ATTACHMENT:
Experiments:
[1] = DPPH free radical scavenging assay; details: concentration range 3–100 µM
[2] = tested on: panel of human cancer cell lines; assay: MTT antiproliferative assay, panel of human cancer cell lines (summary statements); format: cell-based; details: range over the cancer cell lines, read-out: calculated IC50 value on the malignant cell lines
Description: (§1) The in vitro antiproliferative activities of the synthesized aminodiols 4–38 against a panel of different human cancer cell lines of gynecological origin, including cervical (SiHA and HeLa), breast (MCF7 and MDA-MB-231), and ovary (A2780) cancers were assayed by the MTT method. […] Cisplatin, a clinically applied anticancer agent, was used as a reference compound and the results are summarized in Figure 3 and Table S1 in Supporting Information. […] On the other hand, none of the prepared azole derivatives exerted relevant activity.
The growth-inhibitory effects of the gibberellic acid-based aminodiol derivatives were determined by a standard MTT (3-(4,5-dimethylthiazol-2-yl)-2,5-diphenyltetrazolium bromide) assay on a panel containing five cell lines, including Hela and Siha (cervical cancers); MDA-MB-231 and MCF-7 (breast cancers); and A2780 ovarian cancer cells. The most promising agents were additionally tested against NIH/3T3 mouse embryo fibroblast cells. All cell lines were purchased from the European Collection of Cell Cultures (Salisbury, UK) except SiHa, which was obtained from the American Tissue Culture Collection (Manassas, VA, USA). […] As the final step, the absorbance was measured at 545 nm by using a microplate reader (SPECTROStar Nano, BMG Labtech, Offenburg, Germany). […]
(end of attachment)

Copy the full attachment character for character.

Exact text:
Experiments:
[1] = DPPH free radical scavenging assay; details: concentration range 3–100 µM
[2] = tested on: panel of human cancer cell lines; assay: MTT antiproliferative assay, panel of human cancer cell lines (summary statements); format: cell-based; details: range over the cancer cell lines, read-out: calculated IC50 value on the malignant cell lines
Description: (§1) The in vitro antiproliferative activities of the synthesized aminodiols 4–38 against a panel of different human cancer cell lines of gynecological origin, including cervical (SiHA and HeLa), breast (MCF7 and MDA-MB-231), and ovary (A2780) cancers were assayed by the MTT method. […] Cisplatin, a clinically applied anticancer agent, was used as a reference compound and the results are summarized in Figure 3 and Table S1 in Supporting Information. […] On the other hand, none of the prepared azole derivatives exerted relevant activity.
The growth-inhibitory effects of the gibberellic acid-based aminodiol derivatives were determined by a standard MTT (3-(4,5-dimethylthiazol-2-yl)-2,5-diphenyltetrazolium bromide) assay on a panel containing five cell lines, including Hela and Siha (cervical cancers); MDA-MB-231 and MCF-7 (breast cancers); and A2780 ovarian cancer cells. The most promising agents were additionally tested against NIH/3T3 mouse embryo fibroblast cells. All cell lines were purchased from the European Collection of Cell Cultures (Salisbury, UK) except SiHa, which was obtained from the American Tissue Culture Collection (Manassas, VA, USA). […] As the final step, the absorbance was measured at 545 nm by using a microplate reader (SPECTROStar Nano, BMG Labtech, Offenburg, Germany). […]